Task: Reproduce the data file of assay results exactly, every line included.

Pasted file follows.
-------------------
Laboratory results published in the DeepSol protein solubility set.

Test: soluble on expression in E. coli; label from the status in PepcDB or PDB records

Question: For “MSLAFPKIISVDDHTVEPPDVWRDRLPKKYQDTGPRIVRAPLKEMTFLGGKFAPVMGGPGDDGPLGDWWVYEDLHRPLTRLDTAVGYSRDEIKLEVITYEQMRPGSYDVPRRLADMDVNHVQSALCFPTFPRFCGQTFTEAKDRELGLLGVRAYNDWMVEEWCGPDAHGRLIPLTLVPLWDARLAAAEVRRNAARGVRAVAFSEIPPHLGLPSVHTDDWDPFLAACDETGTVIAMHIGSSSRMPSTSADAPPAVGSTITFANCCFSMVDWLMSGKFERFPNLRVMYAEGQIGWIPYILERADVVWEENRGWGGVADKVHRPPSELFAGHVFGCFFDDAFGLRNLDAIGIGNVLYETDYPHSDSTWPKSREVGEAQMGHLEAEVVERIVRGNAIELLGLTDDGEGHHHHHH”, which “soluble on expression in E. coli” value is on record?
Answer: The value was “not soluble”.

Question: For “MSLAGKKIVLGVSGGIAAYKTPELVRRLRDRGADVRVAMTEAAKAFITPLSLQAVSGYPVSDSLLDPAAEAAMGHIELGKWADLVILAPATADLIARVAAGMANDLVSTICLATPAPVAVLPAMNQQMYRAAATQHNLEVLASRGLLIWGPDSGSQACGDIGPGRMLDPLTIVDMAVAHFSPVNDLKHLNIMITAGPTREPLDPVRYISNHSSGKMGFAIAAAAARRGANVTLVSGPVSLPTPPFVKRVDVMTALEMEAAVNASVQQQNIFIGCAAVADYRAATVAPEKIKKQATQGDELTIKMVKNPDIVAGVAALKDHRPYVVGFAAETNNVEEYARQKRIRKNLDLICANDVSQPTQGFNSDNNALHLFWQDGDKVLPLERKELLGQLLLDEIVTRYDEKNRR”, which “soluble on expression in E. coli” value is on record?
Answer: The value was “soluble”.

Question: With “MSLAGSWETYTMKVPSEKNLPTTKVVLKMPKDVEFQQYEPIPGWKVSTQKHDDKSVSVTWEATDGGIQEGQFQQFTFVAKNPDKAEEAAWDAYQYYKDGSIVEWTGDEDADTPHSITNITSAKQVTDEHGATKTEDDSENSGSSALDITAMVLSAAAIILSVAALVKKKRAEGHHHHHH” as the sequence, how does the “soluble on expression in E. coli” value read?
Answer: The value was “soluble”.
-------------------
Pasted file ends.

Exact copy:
Laboratory results published in the DeepSol protein solubility set.

Test: soluble on expression in E. coli; label from the status in PepcDB or PDB records

Question: For “MSLAFPKIISVDDHTVEPPDVWRDRLPKKYQDTGPRIVRAPLKEMTFLGGKFAPVMGGPGDDGPLGDWWVYEDLHRPLTRLDTAVGYSRDEIKLEVITYEQMRPGSYDVPRRLADMDVNHVQSALCFPTFPRFCGQTFTEAKDRELGLLGVRAYNDWMVEEWCGPDAHGRLIPLTLVPLWDARLAAAEVRRNAARGVRAVAFSEIPPHLGLPSVHTDDWDPFLAACDETGTVIAMHIGSSSRMPSTSADAPPAVGSTITFANCCFSMVDWLMSGKFERFPNLRVMYAEGQIGWIPYILERADVVWEENRGWGGVADKVHRPPSELFAGHVFGCFFDDAFGLRNLDAIGIGNVLYETDYPHSDSTWPKSREVGEAQMGHLEAEVVERIVRGNAIELLGLTDDGEGHHHHHH”, which “soluble on expression in E. coli” value is on record?
Answer: The value was “not soluble”.

Question: For “MSLAGKKIVLGVSGGIAAYKTPELVRRLRDRGADVRVAMTEAAKAFITPLSLQAVSGYPVSDSLLDPAAEAAMGHIELGKWADLVILAPATADLIARVAAGMANDLVSTICLATPAPVAVLPAMNQQMYRAAATQHNLEVLASRGLLIWGPDSGSQACGDIGPGRMLDPLTIVDMAVAHFSPVNDLKHLNIMITAGPTREPLDPVRYISNHSSGKMGFAIAAAAARRGANVTLVSGPVSLPTPPFVKRVDVMTALEMEAAVNASVQQQNIFIGCAAVADYRAATVAPEKIKKQATQGDELTIKMVKNPDIVAGVAALKDHRPYVVGFAAETNNVEEYARQKRIRKNLDLICANDVSQPTQGFNSDNNALHLFWQDGDKVLPLERKELLGQLLLDEIVTRYDEKNRR”, which “soluble on expression in E. coli” value is on record?
Answer: The value was “soluble”.

Question: With “MSLAGSWETYTMKVPSEKNLPTTKVVLKMPKDVEFQQYEPIPGWKVSTQKHDDKSVSVTWEATDGGIQEGQFQQFTFVAKNPDKAEEAAWDAYQYYKDGSIVEWTGDEDADTPHSITNITSAKQVTDEHGATKTEDDSENSGSSALDITAMVLSAAAIILSVAALVKKKRAEGHHHHHH” as the sequence, how does the “soluble on expression in E. coli” value read?
Answer: The value was “soluble”.